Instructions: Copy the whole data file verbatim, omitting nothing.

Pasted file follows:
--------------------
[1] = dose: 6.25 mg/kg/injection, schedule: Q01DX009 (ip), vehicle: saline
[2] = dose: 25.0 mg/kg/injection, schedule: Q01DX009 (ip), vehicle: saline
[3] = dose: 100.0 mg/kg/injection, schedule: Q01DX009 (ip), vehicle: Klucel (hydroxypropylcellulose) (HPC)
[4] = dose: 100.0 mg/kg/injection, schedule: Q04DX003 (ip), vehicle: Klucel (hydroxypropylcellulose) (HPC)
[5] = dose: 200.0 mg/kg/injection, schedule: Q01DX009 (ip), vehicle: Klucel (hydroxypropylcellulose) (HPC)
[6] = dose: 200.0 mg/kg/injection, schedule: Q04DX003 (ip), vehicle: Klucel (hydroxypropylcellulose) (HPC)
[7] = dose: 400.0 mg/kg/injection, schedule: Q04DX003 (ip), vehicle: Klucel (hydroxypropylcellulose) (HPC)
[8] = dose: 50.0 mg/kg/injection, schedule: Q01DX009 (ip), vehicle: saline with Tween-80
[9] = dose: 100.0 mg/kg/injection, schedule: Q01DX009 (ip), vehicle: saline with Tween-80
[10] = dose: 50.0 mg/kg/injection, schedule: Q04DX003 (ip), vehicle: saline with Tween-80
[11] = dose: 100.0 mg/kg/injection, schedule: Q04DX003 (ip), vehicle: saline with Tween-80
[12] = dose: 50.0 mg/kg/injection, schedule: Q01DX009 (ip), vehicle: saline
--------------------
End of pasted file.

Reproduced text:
[1] = dose: 6.25 mg/kg/injection, schedule: Q01DX009 (ip), vehicle: saline
[2] = dose: 25.0 mg/kg/injection, schedule: Q01DX009 (ip), vehicle: saline
[3] = dose: 100.0 mg/kg/injection, schedule: Q01DX009 (ip), vehicle: Klucel (hydroxypropylcellulose) (HPC)
[4] = dose: 100.0 mg/kg/injection, schedule: Q04DX003 (ip), vehicle: Klucel (hydroxypropylcellulose) (HPC)
[5] = dose: 200.0 mg/kg/injection, schedule: Q01DX009 (ip), vehicle: Klucel (hydroxypropylcellulose) (HPC)
[6] = dose: 200.0 mg/kg/injection, schedule: Q04DX003 (ip), vehicle: Klucel (hydroxypropylcellulose) (HPC)
[7] = dose: 400.0 mg/kg/injection, schedule: Q04DX003 (ip), vehicle: Klucel (hydroxypropylcellulose) (HPC)
[8] = dose: 50.0 mg/kg/injection, schedule: Q01DX009 (ip), vehicle: saline with Tween-80
[9] = dose: 100.0 mg/kg/injection, schedule: Q01DX009 (ip), vehicle: saline with Tween-80
[10] = dose: 50.0 mg/kg/injection, schedule: Q04DX003 (ip), vehicle: saline with Tween-80
[11] = dose: 100.0 mg/kg/injection, schedule: Q04DX003 (ip), vehicle: saline with Tween-80
[12] = dose: 50.0 mg/kg/injection, schedule: Q01DX009 (ip), vehicle: saline